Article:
677 F2d 16 United States v. Newton
677 F.2d 16
UNITED STATES of America, Appellee,
Cedric NEWTON, Defendant-Appellant.
No. 899, Docket 81-1495.
United States Court of Appeals,
Argued March 25, 1982.
Decided April 19, 1982.
Barry Bassis, The Legal Aid Society, Federal Defender Services Unit, New York City, for defendant-appellant.
Marc J. Gottridge, Asst. U. S. Atty., John H. Martin, Jr., U. S. Atty., S.D.N.Y., Walter P. Loughlin, Asst. U. S. Atty., New York City, of counsel, for appellee.
Before FEINBERG, Chief Judge, and MANSFIELD and OAKES, Circuit Judges.
Cedric Newton appeals from a judgment of conviction entered in November 1981, after a jury trial before Charles S. Haight, J. of the United States District Court for the Southern District of New York. Appellant was found guilty of violating 8 U.S.C. § 1326, which makes it a felony for an alien who has been arrested and deported to be found in the United States without having obtained the express consent of the Attorney General before re-entering. Appellant was sentenced to a one-year prison term, execution of which was suspended, and three years' probation, with a special condition that appellant obey all directions, orders and decisions of the Immigration and Naturalization Service.
Appellant states that the sole issue presented is whether he was denied due process because the trial court's jury instructions eliminated the essential element of mens rea from the crime charged. In fact, however, appellant's brief makes clear that his claim is comprised of two independent contentions. First, appellant argues that the court erred in refusing to grant his written request that the jury be instructed that the government was required to prove defendant's specific intent "to disobey or to disregard the law." We reject this argument because we find the reasoning of Pena-Cabanillas v. United States, 394 F.2d 785 (9th Cir. 1968), persuasive. As the Ninth Circuit pointed out, there is nothing in the language or legislative history of section 1326 to support the proposition that the government must prove specific intent. Id. at 788-90. Moreover, Congress is vested with broad discretion in defining offenses in the area of immigration. United States v. Barajas-Guillen, 632 F.2d 749, 752 (9th Cir. 1980). The Supreme Court's decision in United States v. Bailey, 444 U.S. 394, 100 S.Ct. 624, 62 L.Ed.2d 575 (1980), upon which appellant heavily relies, in no way undercuts the conclusion drawn in Pena-Cabanillas. In fact, Bailey explicitly found the distinction between specific and general intent to be unworkable. Id. at 403-04, 100 S.Ct. at 630-631. This, of course, is precisely the distinction embodied in the jury instruction that Judge Haight rejected.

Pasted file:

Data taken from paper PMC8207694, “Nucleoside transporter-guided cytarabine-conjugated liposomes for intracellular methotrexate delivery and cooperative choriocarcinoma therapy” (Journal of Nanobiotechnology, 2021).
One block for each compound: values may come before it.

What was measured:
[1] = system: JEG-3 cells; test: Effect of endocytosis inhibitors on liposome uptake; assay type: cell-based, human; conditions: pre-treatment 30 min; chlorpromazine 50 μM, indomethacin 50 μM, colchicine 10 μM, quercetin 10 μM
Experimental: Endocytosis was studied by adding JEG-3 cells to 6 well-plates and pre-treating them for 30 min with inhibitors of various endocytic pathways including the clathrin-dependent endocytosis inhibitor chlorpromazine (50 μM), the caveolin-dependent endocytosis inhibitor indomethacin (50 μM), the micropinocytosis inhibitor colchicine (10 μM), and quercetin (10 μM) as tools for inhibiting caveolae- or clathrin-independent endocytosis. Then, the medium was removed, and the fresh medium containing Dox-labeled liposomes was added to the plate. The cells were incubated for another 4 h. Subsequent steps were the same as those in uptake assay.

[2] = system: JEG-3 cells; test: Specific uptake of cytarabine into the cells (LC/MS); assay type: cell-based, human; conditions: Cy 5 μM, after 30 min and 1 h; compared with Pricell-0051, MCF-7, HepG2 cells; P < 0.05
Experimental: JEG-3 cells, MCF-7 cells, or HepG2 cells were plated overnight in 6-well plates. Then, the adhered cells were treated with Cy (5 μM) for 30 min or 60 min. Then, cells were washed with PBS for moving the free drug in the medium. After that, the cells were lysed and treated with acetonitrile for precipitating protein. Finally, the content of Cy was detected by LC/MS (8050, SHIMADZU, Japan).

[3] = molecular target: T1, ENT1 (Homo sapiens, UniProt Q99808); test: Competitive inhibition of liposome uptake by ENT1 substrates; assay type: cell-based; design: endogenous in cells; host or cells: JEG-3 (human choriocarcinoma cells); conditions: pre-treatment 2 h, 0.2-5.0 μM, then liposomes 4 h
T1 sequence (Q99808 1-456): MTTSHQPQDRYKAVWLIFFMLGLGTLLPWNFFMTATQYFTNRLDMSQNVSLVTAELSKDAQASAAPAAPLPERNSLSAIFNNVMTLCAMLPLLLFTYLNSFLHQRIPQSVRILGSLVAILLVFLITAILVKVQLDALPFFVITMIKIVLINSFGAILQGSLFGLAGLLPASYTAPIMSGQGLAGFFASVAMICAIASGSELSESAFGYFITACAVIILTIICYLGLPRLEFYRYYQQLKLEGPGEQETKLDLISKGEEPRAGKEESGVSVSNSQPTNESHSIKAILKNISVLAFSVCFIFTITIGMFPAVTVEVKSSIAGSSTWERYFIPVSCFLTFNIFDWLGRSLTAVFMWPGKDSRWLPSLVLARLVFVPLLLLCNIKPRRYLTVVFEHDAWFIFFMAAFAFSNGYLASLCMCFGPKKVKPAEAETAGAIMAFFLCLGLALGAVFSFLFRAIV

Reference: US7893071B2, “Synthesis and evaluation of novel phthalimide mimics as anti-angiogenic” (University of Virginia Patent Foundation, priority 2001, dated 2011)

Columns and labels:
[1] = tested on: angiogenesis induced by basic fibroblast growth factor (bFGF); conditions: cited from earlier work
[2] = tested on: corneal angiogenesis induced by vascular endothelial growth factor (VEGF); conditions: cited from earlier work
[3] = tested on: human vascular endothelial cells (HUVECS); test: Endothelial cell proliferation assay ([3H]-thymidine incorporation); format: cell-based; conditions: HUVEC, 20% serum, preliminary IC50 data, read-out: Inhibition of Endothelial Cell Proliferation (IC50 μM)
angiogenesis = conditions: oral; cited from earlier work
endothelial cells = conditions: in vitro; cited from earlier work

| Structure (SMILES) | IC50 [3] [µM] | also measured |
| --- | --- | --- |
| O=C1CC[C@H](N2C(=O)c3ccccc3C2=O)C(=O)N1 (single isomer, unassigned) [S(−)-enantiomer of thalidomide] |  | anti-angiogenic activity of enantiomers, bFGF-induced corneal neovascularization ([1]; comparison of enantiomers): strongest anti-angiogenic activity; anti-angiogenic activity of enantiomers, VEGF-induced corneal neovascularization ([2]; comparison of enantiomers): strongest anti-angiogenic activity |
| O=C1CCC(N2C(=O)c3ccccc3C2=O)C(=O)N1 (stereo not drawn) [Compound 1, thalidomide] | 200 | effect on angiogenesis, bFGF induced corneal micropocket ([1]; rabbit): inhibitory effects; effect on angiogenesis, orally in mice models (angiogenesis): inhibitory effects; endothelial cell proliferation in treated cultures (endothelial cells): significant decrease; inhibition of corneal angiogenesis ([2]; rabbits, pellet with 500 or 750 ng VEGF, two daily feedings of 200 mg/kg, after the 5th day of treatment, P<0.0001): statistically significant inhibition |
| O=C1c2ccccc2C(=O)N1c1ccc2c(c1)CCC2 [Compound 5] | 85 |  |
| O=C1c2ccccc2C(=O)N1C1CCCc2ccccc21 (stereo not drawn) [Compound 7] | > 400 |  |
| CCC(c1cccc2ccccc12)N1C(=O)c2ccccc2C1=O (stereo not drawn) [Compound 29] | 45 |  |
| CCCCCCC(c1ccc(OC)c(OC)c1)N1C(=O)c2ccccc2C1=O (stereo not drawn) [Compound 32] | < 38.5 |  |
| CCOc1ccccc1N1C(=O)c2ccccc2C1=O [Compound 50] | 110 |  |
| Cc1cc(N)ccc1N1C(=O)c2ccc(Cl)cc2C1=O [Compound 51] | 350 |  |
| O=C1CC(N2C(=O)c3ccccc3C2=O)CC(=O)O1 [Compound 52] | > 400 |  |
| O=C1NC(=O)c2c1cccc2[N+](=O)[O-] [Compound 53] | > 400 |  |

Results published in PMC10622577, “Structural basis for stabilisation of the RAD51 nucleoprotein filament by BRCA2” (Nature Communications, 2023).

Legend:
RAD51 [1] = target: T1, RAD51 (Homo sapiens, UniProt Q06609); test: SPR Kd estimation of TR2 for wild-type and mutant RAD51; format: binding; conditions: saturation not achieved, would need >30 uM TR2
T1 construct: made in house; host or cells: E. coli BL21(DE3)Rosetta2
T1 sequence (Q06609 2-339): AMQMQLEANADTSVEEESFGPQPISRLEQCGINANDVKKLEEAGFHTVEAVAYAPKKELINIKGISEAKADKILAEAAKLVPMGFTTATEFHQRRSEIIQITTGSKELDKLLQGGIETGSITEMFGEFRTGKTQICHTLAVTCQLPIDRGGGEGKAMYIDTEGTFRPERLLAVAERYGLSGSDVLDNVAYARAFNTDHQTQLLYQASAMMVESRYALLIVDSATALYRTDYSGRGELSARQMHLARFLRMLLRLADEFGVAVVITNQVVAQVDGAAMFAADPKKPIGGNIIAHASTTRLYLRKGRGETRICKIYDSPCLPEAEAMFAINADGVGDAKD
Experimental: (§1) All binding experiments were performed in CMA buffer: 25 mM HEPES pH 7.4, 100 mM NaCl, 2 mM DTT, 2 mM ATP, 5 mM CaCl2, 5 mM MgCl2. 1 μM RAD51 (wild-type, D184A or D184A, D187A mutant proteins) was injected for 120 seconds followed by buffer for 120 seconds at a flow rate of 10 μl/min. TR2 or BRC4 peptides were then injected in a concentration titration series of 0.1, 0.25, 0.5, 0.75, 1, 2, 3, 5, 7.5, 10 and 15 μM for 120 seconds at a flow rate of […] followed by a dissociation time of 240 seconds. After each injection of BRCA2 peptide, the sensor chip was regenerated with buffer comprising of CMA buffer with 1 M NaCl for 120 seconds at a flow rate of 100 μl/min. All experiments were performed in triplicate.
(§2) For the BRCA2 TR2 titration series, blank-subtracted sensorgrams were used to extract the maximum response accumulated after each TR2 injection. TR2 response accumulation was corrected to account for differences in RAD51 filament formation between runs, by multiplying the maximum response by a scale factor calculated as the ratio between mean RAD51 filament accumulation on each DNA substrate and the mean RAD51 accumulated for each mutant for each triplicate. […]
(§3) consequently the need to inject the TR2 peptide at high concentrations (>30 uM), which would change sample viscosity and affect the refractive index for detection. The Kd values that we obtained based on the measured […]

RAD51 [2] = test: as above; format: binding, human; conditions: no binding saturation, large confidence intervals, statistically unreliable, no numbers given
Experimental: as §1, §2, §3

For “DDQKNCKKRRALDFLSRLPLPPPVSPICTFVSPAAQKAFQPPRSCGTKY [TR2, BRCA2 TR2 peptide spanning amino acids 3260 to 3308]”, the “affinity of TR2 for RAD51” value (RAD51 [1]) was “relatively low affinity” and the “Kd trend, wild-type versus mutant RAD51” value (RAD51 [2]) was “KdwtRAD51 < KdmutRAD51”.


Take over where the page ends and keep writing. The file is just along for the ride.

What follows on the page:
Appellant's second claim is that the trial judge should at least have instructed the jury that appellant's good faith belief that he had permission to enter the country could constitute an affirmative defense. Appellant did not, however, submit a timely request for such an instruction to the trial judge. Certainly, a passing reference to the possibility of instructing the jury about such a defense during a colloquy on the admissibility of evidence was insufficient to put the trial judge on notice that appellant in fact desired such an instruction. This is especially true when defendant had plainly and at some length raised at trial another affirmative defense, that of coercion or duress. Under the circumstances, the trial court was not under an obligation sua sponte to instruct the jury about the availability of such an affirmative defense. See United States v. Menendez, 612 F.2d 51, 55 (2d Cir. 1979). We therefore leave for another day the determination of whether a good faith defense exists under section 1326.
We have considered all of appellant's arguments and find them to be without merit. We therefore affirm the judgment of the district court.